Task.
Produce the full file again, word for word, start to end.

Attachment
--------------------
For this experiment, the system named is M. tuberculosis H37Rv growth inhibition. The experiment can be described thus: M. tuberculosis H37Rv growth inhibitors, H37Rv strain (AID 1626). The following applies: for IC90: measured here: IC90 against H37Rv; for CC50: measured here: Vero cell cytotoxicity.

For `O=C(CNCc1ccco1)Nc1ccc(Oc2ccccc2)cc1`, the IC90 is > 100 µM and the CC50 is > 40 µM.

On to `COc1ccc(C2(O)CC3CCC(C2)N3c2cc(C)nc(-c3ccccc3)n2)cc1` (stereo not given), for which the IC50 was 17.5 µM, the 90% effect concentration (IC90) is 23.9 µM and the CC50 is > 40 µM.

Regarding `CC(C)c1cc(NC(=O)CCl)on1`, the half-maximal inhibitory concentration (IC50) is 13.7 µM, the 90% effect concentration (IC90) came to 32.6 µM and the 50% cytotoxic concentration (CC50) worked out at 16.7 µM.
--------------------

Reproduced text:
For this experiment, the system named is M. tuberculosis H37Rv growth inhibition. The experiment can be described thus: M. tuberculosis H37Rv growth inhibitors, H37Rv strain (AID 1626). The following applies: for IC90: measured here: IC90 against H37Rv; for CC50: measured here: Vero cell cytotoxicity.

For `O=C(CNCc1ccco1)Nc1ccc(Oc2ccccc2)cc1`, the IC90 is > 100 µM and the CC50 is > 40 µM.

On to `COc1ccc(C2(O)CC3CCC(C2)N3c2cc(C)nc(-c3ccccc3)n2)cc1` (stereo not given), for which the IC50 was 17.5 µM, the 90% effect concentration (IC90) is 23.9 µM and the CC50 is > 40 µM.

Regarding `CC(C)c1cc(NC(=O)CCl)on1`, the half-maximal inhibitory concentration (IC50) is 13.7 µM, the 90% effect concentration (IC90) came to 32.6 µM and the 50% cytotoxic concentration (CC50) worked out at 16.7 µM.